Everyone Has Moved On and I’m Still Thinking About Miranda’s Coming Out Scene
“And Just Like That” presents an honest portrayal of coming out later in life
If you’re queer and have watched And Just Like That you probably remember the picnic scene. In “Diwali,” episode 6 of the Sex and the City reboot, Miranda Hobbes, Charlotte York, and Carrie Bradshaw meet for lunch in a park along the East River. All is well until Miranda (Cynthia Nixon) reveals that she had sex outside of her heterosexual marriage and, that she did so with a non-binary person, the Che Diaz (Sara Ramirez). Glassy-eyed, Miranda asks Charlotte (Kristin Davis) not to have a big reaction. (Carrie already knows). She then very calmly says, “I had sex with Che at Carrie’s apartment after the surgery when we thought she was asleep.” Without missing a beat, Charlotte shrieks a bunch of rhetorical questions: head shaking, eyebrows raised, eyes bulging in a way that is reminiscent of her ex-mother-in-law Bunny, whom she once despised. She asks, “Are you GAY now?” Miranda immediately responds, “No,” but then shrugs: “I don’t know.” Charlotte continues: “You spent your whole life with men. You’re MARRIED to a MAN and now you’re suddenly having non-binary sex!… You are not progressive enough for this!”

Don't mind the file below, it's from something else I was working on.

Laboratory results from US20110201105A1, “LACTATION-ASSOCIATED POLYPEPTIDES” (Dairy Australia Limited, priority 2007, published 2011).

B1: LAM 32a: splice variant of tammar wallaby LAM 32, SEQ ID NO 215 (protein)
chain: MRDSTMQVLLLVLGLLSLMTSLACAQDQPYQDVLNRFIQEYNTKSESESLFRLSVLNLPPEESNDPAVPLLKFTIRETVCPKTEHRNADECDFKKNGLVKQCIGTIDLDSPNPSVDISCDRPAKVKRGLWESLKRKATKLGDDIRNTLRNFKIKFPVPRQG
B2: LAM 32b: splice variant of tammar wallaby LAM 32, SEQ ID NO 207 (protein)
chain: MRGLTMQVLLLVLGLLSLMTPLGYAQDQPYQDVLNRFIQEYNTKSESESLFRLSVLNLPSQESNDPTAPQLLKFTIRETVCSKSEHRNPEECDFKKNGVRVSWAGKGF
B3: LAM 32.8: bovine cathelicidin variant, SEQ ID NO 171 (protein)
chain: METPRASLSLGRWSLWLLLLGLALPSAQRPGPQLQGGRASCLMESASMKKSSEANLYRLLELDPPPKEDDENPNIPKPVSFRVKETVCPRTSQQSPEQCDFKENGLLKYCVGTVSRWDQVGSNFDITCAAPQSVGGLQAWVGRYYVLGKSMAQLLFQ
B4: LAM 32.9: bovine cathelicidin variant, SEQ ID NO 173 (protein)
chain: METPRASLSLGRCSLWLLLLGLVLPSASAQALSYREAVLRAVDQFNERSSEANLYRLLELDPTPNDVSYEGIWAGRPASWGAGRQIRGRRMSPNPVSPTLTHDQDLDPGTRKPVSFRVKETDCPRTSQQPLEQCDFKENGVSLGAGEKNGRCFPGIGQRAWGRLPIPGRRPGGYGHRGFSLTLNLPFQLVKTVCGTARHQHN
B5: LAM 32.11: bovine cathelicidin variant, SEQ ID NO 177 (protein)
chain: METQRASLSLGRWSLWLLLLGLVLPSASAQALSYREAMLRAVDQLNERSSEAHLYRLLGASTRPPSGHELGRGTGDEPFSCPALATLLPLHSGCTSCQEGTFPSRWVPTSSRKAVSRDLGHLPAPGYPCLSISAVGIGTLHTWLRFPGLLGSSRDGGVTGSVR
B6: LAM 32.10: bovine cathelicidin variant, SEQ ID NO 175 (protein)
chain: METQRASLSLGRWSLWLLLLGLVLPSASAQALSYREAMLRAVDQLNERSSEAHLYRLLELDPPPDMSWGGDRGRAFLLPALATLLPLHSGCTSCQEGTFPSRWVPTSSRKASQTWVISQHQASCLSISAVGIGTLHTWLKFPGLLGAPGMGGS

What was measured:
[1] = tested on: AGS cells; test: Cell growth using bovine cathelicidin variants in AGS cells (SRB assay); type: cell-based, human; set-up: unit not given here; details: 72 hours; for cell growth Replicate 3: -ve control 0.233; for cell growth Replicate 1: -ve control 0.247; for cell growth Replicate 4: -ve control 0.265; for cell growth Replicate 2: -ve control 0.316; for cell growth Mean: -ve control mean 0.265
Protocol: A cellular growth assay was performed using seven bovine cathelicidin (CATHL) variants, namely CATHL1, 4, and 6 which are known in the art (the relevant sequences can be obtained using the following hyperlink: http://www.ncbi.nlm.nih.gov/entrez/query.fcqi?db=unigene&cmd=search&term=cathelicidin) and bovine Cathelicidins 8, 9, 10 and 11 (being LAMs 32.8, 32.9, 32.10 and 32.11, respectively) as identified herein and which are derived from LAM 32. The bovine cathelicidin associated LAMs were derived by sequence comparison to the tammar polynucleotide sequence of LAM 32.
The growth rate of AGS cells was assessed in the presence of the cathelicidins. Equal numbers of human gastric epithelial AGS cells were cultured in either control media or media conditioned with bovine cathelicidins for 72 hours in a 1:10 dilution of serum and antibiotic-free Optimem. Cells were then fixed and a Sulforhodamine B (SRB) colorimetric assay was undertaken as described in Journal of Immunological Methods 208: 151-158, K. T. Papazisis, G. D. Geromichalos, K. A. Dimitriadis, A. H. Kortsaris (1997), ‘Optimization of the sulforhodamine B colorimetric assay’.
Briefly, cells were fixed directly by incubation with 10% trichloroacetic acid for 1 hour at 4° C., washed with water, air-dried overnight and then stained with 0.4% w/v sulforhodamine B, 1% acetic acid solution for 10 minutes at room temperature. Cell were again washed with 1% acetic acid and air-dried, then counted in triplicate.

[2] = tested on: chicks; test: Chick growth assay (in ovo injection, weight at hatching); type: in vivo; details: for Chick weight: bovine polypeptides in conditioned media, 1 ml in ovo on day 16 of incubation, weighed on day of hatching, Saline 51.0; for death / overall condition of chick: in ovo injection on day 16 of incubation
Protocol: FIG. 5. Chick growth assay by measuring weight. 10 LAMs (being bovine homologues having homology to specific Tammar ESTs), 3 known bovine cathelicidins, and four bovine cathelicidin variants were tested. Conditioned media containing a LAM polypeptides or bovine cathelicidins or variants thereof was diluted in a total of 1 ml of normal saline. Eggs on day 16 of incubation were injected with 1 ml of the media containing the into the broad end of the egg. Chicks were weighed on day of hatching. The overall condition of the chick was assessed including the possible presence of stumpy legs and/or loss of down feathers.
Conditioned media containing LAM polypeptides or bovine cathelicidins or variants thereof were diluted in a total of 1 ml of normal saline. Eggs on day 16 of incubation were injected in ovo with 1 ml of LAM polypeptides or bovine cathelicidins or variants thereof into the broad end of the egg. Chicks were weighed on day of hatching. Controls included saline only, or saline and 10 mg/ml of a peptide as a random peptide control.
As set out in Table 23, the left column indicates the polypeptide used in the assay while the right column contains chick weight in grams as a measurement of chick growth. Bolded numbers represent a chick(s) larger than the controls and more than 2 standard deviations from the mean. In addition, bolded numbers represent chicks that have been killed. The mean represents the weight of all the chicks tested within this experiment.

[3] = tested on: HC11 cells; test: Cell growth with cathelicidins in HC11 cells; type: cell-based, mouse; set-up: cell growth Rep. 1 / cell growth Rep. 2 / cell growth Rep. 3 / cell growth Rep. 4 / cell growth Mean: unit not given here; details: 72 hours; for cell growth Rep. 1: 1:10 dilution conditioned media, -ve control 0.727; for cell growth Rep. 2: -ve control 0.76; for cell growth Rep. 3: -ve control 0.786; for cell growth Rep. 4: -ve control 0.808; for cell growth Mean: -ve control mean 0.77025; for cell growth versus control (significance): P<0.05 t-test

In what feels more like hurt than anger, Miranda storms away from the table as Charlotte calls out, “You’re having a midlife crisis! You should have just dyed your hair!” Carrie (Sarah Jessica Parker) coaxes Miranda to return to resolve the disagreement. After watching this scene, I railed against Charlotte and the show to anyone who would listen—including my therapist. I began to recognize my queer identity about five years ago, in my late 20s, which until recently is not something I’ve often seen in life or media. Miranda’s vulnerability, confusion, overwhelm, and shame feel so true to the early days of me stepping into my queerness. And Just Like That took on a pivotal moment for older queer viewers and had Charlotte trample all over it. Her reaction ignited what, deep down, I still fear when coming out to anyone.